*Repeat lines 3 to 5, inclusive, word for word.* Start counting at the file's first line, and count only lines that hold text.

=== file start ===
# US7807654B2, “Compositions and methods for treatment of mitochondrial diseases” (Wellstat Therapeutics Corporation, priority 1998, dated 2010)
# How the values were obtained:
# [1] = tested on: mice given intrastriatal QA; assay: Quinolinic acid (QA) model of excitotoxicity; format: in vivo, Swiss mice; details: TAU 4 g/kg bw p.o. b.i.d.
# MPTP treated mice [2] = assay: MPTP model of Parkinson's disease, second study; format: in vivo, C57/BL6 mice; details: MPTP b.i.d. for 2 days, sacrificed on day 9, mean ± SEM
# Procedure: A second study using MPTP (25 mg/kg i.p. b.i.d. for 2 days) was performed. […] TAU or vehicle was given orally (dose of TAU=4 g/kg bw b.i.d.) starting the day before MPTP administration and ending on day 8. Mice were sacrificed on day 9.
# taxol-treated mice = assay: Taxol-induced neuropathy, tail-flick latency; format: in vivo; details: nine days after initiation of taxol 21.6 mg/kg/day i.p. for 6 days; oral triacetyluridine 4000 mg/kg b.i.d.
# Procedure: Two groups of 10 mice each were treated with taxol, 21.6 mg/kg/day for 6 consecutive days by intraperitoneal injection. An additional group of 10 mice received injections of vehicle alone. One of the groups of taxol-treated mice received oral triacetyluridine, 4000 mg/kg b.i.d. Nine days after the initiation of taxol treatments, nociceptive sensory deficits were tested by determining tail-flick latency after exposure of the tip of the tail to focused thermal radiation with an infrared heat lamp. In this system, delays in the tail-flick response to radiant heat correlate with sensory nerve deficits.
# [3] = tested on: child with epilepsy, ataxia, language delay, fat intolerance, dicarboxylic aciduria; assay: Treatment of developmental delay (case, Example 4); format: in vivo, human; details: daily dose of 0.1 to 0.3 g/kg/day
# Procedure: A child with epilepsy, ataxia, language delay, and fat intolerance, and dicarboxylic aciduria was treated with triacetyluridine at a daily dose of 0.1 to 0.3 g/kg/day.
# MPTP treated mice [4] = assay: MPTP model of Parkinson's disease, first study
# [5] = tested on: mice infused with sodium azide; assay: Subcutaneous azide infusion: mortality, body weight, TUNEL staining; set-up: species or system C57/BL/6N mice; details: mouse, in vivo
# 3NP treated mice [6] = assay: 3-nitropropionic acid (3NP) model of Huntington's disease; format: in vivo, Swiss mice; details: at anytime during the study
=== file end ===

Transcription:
# [1] = tested on: mice given intrastriatal QA; assay: Quinolinic acid (QA) model of excitotoxicity; format: in vivo, Swiss mice; details: TAU 4 g/kg bw p.o. b.i.d.
# MPTP treated mice [2] = assay: MPTP model of Parkinson's disease, second study; format: in vivo, C57/BL6 mice; details: MPTP b.i.d. for 2 days, sacrificed on day 9, mean ± SEM
# Procedure: A second study using MPTP (25 mg/kg i.p. b.i.d. for 2 days) was performed. […] TAU or vehicle was given orally (dose of TAU=4 g/kg bw b.i.d.) starting the day before MPTP administration and ending on day 8. Mice were sacrificed on day 9.